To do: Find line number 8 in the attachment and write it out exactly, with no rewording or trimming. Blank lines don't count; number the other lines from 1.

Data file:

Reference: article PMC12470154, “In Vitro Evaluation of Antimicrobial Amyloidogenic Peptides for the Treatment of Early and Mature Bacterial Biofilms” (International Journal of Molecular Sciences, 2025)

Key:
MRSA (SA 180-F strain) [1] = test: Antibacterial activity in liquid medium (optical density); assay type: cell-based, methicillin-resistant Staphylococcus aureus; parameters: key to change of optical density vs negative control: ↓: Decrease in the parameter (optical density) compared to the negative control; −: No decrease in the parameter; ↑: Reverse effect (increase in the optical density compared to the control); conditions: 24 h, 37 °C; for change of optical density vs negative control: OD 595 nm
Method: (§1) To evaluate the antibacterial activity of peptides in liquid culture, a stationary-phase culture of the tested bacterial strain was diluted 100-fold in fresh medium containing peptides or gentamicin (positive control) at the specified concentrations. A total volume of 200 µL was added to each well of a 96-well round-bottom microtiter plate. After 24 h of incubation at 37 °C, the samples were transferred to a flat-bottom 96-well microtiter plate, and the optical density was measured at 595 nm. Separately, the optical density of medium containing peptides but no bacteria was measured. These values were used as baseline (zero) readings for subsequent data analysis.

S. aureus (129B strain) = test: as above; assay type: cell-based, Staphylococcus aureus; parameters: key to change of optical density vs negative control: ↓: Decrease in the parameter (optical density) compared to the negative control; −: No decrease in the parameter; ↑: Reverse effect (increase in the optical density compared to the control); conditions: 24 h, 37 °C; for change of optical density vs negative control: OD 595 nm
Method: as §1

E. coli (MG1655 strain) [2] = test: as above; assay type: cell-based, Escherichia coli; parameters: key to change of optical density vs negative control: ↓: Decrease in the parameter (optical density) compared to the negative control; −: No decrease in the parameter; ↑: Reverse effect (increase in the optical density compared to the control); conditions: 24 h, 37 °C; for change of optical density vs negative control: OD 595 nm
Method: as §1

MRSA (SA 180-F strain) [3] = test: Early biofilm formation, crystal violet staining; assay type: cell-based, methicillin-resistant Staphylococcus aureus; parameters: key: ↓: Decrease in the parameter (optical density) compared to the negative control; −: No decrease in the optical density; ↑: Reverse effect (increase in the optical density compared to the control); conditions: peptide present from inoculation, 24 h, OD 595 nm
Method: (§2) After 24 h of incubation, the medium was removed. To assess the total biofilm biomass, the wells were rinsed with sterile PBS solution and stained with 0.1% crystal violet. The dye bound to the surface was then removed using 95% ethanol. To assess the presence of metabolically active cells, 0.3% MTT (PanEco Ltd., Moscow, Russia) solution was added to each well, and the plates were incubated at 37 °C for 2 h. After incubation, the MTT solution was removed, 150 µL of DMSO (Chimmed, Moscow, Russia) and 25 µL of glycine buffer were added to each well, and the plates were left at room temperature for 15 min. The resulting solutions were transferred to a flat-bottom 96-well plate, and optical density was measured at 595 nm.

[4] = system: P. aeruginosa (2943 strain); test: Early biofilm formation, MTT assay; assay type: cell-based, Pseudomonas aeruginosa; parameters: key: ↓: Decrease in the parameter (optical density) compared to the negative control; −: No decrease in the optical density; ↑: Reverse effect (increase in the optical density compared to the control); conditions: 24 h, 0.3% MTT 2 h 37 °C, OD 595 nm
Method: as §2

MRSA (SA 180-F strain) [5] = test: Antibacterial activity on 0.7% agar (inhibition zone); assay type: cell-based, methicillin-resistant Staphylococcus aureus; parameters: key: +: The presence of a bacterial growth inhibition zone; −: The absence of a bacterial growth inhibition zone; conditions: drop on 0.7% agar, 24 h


Method: as §1